“The consumer awareness for omega-7 is relatively low, certainly when compared against omega-3. There is already some awareness on the consumer side from products containing omega-7, mostly from alternate sources such as sea buckthorn oil, but there is a long way to go,” Steve Dillingham – Global Director, AlaskOmega Ingredients at Organic Technologies told us.
The company’s AlaskOmega Omega-7 Palmitoleic 500, is a highly concentrated form (min. 50% omega-7), for food, supplement, and cosmetic formulations.
“Our omega-7 is derived from MSC-certified Wild Alaska Pollock, the same source material as we use for our omega-3 concentrates,” said Dillingham.
Scientific interest in cis palmitoleic acid started around the beginning of the new millennium, but awareness among the scientific community also remains low, said Gretchen Vannice, Head of Global Nutrition Education at Organic Technologies. Vannice co-chaired and opened a session on omega-7 at the recent 12th Congress of the International Society for the Study of Fatty Acids and Lipids (ISSFAL) in South Africa. The session reviewed research conducted over the past 15 years on the potential health benefits of palmitoleic acid.
“One of the reasons we did the session was to stimulate interest in omega-7,” Vannice told us. “Data from animal and cell culture studies show that cis palmitoleic acid has many benefits, including improving glucose and insulin uptake, improving beta-cell function, decreasing markers of inflammation, and modifying fat uptake in tissues.”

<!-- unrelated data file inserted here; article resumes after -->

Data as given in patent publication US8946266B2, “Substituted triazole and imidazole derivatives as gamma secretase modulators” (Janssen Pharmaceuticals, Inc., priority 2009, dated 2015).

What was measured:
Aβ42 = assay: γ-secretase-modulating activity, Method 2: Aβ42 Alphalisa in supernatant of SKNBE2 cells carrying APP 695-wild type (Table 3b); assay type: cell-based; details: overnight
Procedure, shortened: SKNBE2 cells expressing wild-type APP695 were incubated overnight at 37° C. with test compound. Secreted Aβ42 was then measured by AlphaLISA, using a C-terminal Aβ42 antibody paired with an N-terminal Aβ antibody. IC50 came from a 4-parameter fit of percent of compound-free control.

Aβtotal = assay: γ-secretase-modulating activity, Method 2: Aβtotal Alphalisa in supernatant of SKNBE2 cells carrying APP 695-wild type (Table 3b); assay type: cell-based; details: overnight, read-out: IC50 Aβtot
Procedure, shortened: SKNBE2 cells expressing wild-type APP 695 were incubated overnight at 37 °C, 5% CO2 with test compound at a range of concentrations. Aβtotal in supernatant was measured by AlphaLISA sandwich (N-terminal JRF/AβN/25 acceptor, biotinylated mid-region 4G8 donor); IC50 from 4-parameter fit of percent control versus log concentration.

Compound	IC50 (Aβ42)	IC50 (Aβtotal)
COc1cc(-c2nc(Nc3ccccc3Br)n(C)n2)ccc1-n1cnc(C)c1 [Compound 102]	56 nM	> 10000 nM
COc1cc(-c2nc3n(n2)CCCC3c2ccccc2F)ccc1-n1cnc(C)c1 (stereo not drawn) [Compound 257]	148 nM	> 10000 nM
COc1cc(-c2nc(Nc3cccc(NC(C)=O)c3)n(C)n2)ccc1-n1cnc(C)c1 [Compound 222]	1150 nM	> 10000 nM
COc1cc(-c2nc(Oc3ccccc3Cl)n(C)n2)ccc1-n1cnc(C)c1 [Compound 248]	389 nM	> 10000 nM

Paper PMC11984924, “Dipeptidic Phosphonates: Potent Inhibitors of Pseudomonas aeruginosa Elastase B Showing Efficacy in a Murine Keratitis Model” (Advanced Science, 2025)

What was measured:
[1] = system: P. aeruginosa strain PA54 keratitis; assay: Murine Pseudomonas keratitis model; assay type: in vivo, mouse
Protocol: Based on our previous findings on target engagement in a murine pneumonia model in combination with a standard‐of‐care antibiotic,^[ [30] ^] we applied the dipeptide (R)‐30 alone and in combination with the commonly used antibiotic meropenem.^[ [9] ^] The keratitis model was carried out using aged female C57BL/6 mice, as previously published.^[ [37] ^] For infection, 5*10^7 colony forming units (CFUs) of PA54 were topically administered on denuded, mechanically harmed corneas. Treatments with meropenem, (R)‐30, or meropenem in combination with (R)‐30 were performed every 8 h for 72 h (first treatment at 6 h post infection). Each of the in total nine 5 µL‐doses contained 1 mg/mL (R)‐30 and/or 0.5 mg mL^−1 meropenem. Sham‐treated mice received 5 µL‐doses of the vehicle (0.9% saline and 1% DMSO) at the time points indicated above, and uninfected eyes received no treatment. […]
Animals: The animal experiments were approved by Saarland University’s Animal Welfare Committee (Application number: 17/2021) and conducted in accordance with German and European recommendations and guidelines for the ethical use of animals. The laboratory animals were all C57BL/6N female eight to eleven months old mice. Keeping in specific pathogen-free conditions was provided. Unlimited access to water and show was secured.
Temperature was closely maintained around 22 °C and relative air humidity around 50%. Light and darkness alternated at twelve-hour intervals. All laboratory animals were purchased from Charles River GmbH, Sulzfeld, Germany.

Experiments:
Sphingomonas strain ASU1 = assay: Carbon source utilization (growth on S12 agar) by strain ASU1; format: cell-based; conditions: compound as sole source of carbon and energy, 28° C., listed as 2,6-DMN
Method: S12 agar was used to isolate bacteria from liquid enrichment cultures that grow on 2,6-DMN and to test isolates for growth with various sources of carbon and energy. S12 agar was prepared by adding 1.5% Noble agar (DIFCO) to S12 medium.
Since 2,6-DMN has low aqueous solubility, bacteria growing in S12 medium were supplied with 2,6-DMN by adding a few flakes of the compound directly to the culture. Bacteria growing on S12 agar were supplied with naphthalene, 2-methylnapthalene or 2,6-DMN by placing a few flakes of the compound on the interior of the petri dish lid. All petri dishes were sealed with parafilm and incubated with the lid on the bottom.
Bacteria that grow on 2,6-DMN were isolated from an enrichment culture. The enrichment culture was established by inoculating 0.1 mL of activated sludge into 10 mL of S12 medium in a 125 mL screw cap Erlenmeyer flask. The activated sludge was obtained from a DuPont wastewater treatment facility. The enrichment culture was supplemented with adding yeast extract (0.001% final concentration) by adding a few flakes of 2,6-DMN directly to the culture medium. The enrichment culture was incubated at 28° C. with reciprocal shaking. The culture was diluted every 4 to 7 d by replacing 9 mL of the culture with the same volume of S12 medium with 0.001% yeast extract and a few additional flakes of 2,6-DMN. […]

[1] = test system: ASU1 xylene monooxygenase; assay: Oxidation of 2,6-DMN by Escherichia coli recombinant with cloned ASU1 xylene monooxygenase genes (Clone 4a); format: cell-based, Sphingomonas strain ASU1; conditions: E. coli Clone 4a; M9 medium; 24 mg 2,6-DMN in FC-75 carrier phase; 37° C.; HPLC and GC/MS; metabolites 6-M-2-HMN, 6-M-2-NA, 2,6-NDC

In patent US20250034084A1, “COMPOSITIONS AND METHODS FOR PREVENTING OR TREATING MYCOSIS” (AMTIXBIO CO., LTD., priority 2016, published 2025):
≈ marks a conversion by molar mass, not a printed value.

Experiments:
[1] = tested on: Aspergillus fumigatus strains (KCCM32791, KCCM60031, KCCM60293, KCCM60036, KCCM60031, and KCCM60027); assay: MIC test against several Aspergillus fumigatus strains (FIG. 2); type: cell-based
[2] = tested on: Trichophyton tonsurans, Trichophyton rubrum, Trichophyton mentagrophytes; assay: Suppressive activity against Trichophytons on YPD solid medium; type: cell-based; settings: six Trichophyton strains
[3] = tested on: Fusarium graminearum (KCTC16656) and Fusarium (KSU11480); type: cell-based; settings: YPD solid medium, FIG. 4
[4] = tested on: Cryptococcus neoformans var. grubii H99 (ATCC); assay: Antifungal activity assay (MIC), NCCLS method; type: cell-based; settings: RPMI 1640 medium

“One short-term supplement trial suggests beneficial effects on blood lipids, but how these findings translate into human health benefit is unclear,” she added.
There is also promising work with palmitoleic acid and skin health, perhaps healing tissue and hydrating mucous membranes, etc, and numerous sea buckthorn-based cosmetic products are commercially available.
“Palmitoleic acid is a unique monounsaturated fat, second only in abundance to oleic acid in the diet,” sheexplained. “Twelve percent of total calories in the US diet come from monounsaturated fats, and the majority is oleic acid. There are very few food sources for palmitoleic acid – you can find it in fish, in macadamia nuts, and in sea buckthorn berries.
“Interestingly, humans synthesize palmitoleic acid, and it’s the fifth most abundant fatty acid in the body.”
Vannice noted that more human and mechanistic research is needed, and is pleased that Organic Technologies is taking the lead by actively conducting studies with leading researchers worldwide to document effects of its AlaskOmega Omega-7 Palmitoleic 500.
“In terms of the research, we’re probably where omega-3s where 20 years ago,” she said.
Coshocton, OH-based Organic Technologies also produces the Wiley’s Finest brand of omega-3 fish oils. The company pioneered the use of Alaska pollock remainders from filet production as a source of dietary supplement raw material, and boasts a dedicated rail tanker fleet to bring the crude oil directly to its NSF GMP certified refinery in Ohio.